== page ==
The film’s implausibility doesn’t stop with Matrix. Despite a catalogue of tactical errors on his part, the gang of mercenaries assigned to kidnap his daughter, triggering the movie’s rescue mission concept, are so careless you wonder why they were hired in the first place. The pre-credits set-up features so much illogicality it’s positively mind-boggling. Why would two trained assassins, dressed as garbage men, gun down a target at the crack of dawn in a heavily populated suburban area, a time when the majority of residents are quietly stirring their morning coffee? If they’d used silencers, maybe, but they use Uzis in an ostentatious display of violence that would have attracted crowds instantly, even stopping for a second unnecessary spray of bullets as their victim’s torso dances to the rhythm of two full clips. And you best get used to dancing goons. This movie is a veritable Salsa on steroids.
Bennett: John, I feel good. Just like old times. What’s it feel like to be a dying man? You’re a dead man, John!
John Matrix: Bullshit!
In the next scene, one of those same men assassinates another target in the middle of the afternoon, stealing a car, ramming him through a plate glass window and racing off into the busy afternoon traffic (that’s what you get for leaving the keys in the ignition of a showroom model, I suppose). In the prologue’s final scene, the movie’s main villain is blown-up on a boat in a staged assassination that would have left anyone but Superman dead in the water. And why is he blown up anyway? None of the other mercenaries felt the need to stage their own deaths? As a kid, it always confused me, but at least it leads to the priceless introduction of one of action cinema’s most ludicrous, watchable and downright quotable villains.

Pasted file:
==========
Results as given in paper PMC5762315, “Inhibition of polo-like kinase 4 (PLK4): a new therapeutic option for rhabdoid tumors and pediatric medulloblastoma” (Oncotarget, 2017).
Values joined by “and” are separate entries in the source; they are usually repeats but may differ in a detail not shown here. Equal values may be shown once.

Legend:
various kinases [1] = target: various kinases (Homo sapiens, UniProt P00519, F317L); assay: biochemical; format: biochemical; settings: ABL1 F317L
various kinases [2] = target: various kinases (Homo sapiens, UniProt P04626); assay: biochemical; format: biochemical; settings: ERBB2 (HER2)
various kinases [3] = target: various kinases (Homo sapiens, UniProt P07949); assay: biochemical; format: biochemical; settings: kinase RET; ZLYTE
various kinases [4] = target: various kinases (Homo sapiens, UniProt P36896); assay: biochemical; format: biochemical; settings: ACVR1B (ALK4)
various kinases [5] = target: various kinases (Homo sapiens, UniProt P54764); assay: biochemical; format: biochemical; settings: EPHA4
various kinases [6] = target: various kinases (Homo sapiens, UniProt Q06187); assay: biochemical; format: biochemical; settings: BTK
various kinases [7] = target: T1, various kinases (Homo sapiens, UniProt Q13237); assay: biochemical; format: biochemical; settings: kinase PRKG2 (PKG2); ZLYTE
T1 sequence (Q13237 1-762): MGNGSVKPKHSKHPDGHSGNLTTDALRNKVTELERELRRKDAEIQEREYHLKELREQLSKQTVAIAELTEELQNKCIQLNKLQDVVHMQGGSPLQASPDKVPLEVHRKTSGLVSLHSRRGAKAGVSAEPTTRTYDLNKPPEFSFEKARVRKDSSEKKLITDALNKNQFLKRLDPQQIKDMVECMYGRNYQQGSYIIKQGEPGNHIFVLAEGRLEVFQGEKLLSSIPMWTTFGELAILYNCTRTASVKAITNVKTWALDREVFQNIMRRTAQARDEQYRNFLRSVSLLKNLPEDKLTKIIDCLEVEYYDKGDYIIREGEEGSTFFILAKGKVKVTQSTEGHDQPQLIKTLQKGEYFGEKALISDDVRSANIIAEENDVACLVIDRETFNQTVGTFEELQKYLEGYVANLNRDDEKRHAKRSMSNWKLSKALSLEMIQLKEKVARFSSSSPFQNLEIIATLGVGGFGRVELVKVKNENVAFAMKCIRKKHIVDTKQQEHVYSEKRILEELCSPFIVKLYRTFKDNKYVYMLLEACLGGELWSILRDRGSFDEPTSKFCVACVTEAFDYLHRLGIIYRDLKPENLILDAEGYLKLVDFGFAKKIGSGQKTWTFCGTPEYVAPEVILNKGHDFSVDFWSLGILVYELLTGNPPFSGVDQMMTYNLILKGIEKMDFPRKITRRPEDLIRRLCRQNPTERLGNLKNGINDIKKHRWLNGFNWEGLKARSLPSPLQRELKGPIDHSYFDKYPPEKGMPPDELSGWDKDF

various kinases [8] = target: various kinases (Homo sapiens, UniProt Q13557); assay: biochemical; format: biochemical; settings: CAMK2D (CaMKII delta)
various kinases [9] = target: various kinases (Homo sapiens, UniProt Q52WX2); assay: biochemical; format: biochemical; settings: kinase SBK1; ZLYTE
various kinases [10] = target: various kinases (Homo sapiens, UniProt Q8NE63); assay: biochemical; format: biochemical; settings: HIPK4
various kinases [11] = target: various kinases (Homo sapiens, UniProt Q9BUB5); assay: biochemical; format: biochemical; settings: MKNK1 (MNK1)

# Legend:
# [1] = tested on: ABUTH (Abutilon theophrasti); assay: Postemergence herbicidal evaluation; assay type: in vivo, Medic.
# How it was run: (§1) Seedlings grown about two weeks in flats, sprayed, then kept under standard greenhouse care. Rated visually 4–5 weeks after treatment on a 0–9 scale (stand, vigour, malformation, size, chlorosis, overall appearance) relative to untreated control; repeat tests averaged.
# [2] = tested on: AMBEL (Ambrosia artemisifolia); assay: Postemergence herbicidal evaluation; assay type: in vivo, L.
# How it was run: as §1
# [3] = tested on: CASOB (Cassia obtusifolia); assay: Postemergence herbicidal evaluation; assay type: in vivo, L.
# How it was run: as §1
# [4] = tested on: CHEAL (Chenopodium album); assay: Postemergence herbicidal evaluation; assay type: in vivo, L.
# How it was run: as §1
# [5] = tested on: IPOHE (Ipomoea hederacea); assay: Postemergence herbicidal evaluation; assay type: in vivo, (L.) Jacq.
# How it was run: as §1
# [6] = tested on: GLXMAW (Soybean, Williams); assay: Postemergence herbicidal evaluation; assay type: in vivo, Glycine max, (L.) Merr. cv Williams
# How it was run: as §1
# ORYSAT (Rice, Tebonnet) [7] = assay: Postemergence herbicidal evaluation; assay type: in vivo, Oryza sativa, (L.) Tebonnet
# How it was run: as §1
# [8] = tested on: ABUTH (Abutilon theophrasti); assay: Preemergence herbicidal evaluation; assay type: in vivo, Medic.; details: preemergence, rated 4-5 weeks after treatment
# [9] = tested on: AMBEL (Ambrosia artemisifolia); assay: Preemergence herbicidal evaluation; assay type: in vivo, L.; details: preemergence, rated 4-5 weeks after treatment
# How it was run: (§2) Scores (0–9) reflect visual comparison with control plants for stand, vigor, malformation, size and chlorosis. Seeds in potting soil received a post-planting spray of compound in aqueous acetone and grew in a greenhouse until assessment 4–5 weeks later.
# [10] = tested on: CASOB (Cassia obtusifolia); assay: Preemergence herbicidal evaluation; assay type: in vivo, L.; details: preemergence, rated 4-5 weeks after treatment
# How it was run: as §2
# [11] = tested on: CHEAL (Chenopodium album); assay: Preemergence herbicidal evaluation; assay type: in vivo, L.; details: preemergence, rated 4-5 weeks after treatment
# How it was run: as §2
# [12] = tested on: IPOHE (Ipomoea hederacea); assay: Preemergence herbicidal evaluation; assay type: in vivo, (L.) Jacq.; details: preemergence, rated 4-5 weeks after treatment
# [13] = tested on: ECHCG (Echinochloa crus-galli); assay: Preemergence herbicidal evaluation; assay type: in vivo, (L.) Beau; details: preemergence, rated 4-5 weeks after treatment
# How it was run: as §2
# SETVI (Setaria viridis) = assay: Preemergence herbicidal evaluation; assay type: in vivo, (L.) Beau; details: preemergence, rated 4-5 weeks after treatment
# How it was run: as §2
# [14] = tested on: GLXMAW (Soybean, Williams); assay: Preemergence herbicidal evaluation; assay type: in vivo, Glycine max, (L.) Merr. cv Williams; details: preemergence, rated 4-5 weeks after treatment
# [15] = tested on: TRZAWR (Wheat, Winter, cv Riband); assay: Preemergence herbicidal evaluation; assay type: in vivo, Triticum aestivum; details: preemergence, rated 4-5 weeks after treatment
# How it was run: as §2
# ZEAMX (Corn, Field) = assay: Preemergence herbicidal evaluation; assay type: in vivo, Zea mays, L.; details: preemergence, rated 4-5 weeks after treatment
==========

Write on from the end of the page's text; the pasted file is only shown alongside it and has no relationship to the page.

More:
Commando‘s homoerotic aura, one that’s led many fans to suggest that the film is dripping with gay subtext, is singularly epitomised by Matrix’s star-crossed nemesis, Bennett, a flabby Freddy Mercury lookalike with a YMCA moustache and a penchant for tight leather pants and chainmail vests. The character never looks capable of taking on our hulking protagonist, though his wild-eyed ravings and spurious macho spiel more than make up for it. Bennett is played by Australian actor and 80s mainstay Vernon Wells, a cult figure with a glorious ability to ham it up as the dastardly heel. Roles as a mutant biker in John Hughes’ surreal teen romp Weird Science and an immortal turn as Mel Gibson’s fiercest foe in 1981’s dystopian Mad Max sequel The Road Warrior, offer similarly over the top performances, but neither can hold a candle to Bennett for sheer magnetism.
Bennett is key to Commando‘s endurable charm. Whether purposeful or a simple by-product of the muscle-obsessed 80s (and almost certainly the latter), it all derives from the barely suppressed homosexual attraction that seems to exist between our two adversaries, one that drips from every tensed muscle and quasi-impudent expression. So much sexual tension exists between Matrix and his pudgy portrayer that quasi-love interest Cindy (Rae Dawn Chong), seems almost peripheral. It really is that flagrant. Bennett is motivated by the kind of ‘if I can’t have you, you die’ attitude usually reserved for erotic psycho thrillers such as Fatal Attraction, and he can be so intimate, playing with his knife as if polishing his penis with the semi-subdued madness of unrequited love.
[A restrained Matrix sees a mysterious figure emerging from the sunlight]
Matrix: Bennett, I thought you were…
Bennett: Dead? You thought wrong. Ever since you had me thrown out of your unit, I’ve waited to pay you back. Do you know what today is, Matrix? Pay Day!